Marina Colasanti, legendary Brazilian author, worked at the Journal du Brasil from 1967 as Clarice Lispector’s editor. We met in Quito during a book fair and I asked her if Clarice let herself be edited. “Nooo,” she said, “but I would’ve never tried to.”
She told me of Clarice’s tremendous fear that her originals would be lost;
She didn’t make copies. She couldn’t use carbon paper; her hands wouldn’t let her. Those were the days of typewriters. She always said to me: “Be careful with my texts. Because the carbon paper can wrinkle,” and I had to answer: “Don’t worry,” and we copied it immediately; “also, you know there’s a spot at the newspaper just for your texts.”
Then that fateful night she nodded off in bed, with a lit cigarette, and awoke to a cloud of smoke and everything in flames, Clarice burnt her hands trying to put out the fire licking at the notes scrawled on scraps of paper. She’d taken sleeping pills, which is why it took her so long to wake up.
They cut skin from her legs. Her hands received skin grafts. Graft: both wound and remedy.
Those hands that typed mysteries over her lap, that sent letters, that evaded questions, that took turns caring for two children, that looked proud in portraits, were not able to make copies or save her papers from domestic disaster.
A skill is understood as something that is done well and comes easily.
Marina said that it pained her to see how unhappy Clarice was. There was a weight, an inability, she suffered when she wrote and suffered when she couldn’t write. She called her friends up late at night: “Oh, I can’t write.”
I remind Marina that Clarice said: “If I don’t write I’ll die.”
“Yes,” she said, “but when I write: it’s so terrible, such a burden.” There was a certain capacity to live life, she concludes, that Clarice never had.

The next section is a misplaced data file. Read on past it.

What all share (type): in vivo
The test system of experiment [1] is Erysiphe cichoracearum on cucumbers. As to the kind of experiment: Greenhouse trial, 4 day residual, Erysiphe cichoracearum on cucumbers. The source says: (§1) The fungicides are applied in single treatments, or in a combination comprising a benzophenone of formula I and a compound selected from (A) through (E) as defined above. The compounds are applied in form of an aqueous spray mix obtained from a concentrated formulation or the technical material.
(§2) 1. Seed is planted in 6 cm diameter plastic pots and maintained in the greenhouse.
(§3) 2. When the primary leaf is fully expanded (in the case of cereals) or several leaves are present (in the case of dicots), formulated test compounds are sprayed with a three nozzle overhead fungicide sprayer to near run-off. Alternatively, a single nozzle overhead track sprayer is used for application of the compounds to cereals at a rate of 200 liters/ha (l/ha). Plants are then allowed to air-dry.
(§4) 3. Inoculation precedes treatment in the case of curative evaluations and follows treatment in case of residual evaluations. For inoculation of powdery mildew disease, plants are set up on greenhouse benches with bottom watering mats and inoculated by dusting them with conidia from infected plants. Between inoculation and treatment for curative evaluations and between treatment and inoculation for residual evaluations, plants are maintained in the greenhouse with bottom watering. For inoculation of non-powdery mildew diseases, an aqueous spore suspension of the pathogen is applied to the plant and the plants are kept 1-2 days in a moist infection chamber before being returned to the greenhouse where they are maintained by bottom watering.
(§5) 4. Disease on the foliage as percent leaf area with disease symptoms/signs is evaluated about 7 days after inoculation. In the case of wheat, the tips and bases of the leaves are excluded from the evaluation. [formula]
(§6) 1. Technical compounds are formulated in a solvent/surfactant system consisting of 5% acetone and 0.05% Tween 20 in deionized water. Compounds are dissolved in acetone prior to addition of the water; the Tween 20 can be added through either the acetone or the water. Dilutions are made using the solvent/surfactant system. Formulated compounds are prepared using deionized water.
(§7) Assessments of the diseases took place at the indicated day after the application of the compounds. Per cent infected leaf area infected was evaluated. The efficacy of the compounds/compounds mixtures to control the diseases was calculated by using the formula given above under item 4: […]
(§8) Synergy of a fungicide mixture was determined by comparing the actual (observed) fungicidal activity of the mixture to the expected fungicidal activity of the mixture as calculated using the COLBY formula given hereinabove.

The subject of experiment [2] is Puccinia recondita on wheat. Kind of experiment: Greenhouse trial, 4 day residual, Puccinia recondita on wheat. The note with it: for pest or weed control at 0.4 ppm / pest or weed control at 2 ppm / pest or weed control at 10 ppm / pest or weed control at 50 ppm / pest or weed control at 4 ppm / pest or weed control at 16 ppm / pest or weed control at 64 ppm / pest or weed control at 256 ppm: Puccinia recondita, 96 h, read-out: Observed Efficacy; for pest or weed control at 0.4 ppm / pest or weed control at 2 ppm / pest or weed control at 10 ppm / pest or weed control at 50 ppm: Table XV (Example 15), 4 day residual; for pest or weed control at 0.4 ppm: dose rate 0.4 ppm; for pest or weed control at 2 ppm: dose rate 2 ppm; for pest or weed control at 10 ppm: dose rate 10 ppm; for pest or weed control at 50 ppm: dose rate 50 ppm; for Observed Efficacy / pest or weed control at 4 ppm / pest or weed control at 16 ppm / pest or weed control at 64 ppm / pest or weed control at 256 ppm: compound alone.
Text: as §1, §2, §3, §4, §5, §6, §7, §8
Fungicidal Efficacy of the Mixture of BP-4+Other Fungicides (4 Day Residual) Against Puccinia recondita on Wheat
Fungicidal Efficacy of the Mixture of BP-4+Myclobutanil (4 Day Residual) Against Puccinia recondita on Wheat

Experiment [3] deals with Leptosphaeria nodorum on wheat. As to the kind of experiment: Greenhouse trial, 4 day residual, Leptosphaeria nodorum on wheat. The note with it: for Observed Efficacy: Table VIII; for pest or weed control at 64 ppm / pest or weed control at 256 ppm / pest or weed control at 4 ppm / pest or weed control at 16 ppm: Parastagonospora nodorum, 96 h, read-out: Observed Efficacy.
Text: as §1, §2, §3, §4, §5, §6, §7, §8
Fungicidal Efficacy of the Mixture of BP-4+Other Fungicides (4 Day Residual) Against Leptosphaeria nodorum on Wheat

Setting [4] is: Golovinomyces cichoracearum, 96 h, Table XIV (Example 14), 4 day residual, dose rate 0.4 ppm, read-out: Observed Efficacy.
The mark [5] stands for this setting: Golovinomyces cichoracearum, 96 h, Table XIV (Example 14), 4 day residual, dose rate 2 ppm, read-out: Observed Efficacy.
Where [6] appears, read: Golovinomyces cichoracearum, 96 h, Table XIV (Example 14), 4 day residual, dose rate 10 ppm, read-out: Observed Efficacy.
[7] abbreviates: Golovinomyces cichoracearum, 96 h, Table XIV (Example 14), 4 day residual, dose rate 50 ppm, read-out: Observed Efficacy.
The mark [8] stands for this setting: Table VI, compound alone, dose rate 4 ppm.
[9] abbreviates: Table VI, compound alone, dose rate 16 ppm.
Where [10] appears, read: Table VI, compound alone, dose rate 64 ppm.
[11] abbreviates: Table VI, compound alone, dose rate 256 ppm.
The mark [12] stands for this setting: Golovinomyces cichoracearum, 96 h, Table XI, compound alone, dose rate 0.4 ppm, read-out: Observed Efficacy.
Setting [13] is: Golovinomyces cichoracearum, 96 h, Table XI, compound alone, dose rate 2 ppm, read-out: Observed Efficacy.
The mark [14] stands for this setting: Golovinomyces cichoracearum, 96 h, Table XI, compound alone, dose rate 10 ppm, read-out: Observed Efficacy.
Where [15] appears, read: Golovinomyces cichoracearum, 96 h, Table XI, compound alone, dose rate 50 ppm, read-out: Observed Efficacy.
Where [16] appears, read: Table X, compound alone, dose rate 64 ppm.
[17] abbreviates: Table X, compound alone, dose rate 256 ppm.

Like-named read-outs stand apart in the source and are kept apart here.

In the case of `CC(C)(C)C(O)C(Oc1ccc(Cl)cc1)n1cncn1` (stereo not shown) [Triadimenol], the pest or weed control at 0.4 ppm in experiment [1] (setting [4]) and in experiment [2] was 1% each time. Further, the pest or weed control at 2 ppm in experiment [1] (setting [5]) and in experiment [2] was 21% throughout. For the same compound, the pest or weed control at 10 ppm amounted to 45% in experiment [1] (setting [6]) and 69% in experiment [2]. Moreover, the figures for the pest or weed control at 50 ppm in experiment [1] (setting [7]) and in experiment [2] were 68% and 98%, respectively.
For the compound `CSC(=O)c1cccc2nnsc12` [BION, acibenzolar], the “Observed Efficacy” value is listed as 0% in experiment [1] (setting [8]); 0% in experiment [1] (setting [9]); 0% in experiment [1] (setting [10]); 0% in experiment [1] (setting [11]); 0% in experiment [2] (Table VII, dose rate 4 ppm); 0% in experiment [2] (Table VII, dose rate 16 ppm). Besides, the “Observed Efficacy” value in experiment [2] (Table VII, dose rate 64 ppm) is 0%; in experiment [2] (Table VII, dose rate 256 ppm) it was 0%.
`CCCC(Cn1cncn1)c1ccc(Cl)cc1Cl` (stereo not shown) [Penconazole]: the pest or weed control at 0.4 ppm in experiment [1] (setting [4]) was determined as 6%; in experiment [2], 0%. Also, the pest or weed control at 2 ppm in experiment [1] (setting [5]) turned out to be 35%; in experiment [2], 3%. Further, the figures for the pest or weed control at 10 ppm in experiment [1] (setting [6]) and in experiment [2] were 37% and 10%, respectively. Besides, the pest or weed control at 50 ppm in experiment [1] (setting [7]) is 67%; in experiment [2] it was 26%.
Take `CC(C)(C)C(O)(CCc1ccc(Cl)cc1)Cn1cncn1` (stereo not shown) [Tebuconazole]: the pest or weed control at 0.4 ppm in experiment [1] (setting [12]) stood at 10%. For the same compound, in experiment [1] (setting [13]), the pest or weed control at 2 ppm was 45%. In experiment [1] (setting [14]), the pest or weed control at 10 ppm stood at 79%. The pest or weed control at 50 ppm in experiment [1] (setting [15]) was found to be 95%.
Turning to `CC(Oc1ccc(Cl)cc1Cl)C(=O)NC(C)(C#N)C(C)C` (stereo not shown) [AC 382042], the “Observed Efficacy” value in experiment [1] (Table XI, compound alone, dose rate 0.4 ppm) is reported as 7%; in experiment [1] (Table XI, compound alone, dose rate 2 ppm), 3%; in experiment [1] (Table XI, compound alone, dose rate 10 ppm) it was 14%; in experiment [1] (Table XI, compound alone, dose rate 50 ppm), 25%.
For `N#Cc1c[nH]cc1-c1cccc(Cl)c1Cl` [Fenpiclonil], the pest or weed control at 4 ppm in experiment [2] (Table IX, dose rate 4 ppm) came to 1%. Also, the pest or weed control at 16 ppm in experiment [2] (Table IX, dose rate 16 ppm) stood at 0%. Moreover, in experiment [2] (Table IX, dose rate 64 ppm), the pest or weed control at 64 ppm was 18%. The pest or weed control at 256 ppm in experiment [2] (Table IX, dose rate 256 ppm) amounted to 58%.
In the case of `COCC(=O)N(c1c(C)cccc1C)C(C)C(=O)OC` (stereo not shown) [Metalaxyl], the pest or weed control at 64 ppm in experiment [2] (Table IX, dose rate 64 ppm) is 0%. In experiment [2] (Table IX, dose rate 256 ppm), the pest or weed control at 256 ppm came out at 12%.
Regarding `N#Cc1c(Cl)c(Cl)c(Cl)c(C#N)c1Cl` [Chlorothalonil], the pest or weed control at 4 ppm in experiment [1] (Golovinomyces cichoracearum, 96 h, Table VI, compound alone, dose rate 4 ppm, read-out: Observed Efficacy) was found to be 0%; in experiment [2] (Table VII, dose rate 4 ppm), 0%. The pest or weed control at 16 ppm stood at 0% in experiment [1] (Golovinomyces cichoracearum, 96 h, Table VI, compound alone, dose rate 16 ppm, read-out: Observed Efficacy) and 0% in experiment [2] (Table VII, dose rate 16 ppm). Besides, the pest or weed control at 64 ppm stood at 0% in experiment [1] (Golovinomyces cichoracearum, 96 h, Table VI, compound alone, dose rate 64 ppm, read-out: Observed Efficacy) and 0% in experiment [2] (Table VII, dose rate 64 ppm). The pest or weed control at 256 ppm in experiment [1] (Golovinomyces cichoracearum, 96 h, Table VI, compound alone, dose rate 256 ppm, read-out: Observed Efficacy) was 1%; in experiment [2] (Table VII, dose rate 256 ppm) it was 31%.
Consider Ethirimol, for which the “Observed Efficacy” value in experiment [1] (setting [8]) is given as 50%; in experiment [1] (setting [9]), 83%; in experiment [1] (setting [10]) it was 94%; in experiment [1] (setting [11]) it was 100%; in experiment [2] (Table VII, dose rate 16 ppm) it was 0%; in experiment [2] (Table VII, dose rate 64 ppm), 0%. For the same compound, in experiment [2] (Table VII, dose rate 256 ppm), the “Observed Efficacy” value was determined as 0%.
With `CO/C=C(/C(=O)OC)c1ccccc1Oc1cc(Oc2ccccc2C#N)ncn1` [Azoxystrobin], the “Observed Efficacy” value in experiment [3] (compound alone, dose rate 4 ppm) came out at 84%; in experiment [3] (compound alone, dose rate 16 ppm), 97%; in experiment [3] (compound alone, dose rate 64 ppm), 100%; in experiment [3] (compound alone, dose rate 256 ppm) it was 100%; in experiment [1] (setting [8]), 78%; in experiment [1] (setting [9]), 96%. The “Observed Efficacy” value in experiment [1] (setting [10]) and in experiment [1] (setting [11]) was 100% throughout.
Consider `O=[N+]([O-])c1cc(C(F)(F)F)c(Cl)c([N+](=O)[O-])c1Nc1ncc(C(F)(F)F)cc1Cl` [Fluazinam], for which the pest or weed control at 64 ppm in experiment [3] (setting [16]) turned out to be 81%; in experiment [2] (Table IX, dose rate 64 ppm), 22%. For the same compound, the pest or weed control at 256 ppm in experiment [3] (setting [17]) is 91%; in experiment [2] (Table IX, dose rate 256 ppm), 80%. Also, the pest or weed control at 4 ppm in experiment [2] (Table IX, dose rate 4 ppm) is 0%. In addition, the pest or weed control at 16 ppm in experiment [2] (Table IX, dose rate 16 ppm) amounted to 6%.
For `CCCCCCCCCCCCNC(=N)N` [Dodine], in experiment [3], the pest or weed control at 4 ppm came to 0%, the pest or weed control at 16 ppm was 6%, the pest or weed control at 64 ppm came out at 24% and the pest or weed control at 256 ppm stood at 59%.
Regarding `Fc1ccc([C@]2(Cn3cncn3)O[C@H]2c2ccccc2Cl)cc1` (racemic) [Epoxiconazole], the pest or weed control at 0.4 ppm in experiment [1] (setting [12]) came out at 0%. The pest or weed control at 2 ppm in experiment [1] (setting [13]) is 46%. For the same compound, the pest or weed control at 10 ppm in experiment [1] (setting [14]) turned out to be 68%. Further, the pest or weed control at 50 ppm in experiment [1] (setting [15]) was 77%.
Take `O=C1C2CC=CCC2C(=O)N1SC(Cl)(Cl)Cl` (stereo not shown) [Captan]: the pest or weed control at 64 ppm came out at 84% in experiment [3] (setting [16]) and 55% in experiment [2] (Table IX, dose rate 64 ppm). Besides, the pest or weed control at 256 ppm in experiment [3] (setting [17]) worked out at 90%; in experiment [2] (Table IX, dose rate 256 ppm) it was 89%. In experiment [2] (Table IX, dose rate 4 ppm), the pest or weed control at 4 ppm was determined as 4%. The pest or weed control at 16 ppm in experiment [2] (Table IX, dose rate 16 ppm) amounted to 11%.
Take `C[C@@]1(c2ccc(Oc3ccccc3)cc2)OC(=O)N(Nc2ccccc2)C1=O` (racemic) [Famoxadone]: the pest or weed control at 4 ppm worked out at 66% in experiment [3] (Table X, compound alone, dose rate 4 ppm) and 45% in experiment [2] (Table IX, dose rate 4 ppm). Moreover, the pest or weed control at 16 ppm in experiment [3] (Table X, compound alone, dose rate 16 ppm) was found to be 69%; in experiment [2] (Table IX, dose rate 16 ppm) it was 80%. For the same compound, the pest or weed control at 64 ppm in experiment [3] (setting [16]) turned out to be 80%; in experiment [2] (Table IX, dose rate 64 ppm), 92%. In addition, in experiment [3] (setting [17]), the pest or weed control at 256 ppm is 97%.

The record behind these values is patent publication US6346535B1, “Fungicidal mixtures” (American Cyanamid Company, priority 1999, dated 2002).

Years before that conversation with Marina, I asked Hebe Uhart what she thought about Clarice’s quote and she pounded the table. A table with a phobia of emptiness. Choked with coasters, ashtrays, and placemats that jumped up and hung for a moment in the air: “I’m going to tell you: I think it’s shameless. Maybe it’s true, I don’t know, but I think it’s shameless to say it.”
Her hands, small, freckled, lively, trembled.
As if all my power, my energy, was focused only on that. But a person is capable of doing other things. For example, if I were dedicated to some social service, something as absorbing as the lives of others or studying chimpanzees . . . Didn’t you have multiple vocations in adolescence? I liked the long jump, paddleball, playing volleyball. At siesta time I would put my entire soul into finding someone to play volleyball.
Virginia Woolf, like Clarice, needed to write every day. If not the abstinence made her so anxious she became bitter, foul tempered. She relished the slow march of evening into night, between six and ten o’clock, concentrated on her work beside the fireplace. Reading. She noted it in her journal when she and Leonard went out to collect firewood with their hands. She hated to be interrupted by unexpected visitors. It was unbelievable to her that people could be so rude as to knock on the door at any hour, without having called ahead in the morning to announce their arrival. The only interruption she welcomed: the mailman. Even if he arrived with books that she had to review immediately.
Clarice, so often compared with Virginia, could never forgive her for committing suicide.
She writes on slips of paper left scattered across the desk in her bedroom. The interspersed writing belies her technique: only in fragments, only as collage. She asks that no one touch them or try to tidy them, she will find their meaning as soon as she gets the chance. She saves them for later. Stockpiling.
At some point they will be burned.
She will put her hands in the fire in an attempt to rescue them. An act of suicide. An act of love.
Translated by Frances Riddle
Frances Riddle lives in Buenos Aires, where she works as a translator, writer, and editor. She holds an MA in translation studies from the University of Buenos Aires and a BA in Spanish literature. Her book-length publications include A Simple Story by Leila Guerriero (New Directions, 2017); Bodies of Summer by Martín Felipe Castagnet (Dalkey Archive Press, 2017); and The Life and Deaths of Ethel Jurado by Gregorio Casamayor (Hispabooks, 2017). She has also published four titles with Charco Press: Slum Virgin by Gabriela Cabezón Cámara (2017), The German Room by Carla Maliandi (2018), Theatre of War by Andrea Jeftanovic (2020), and Elena Knows by Claudia Piñeiro (2021).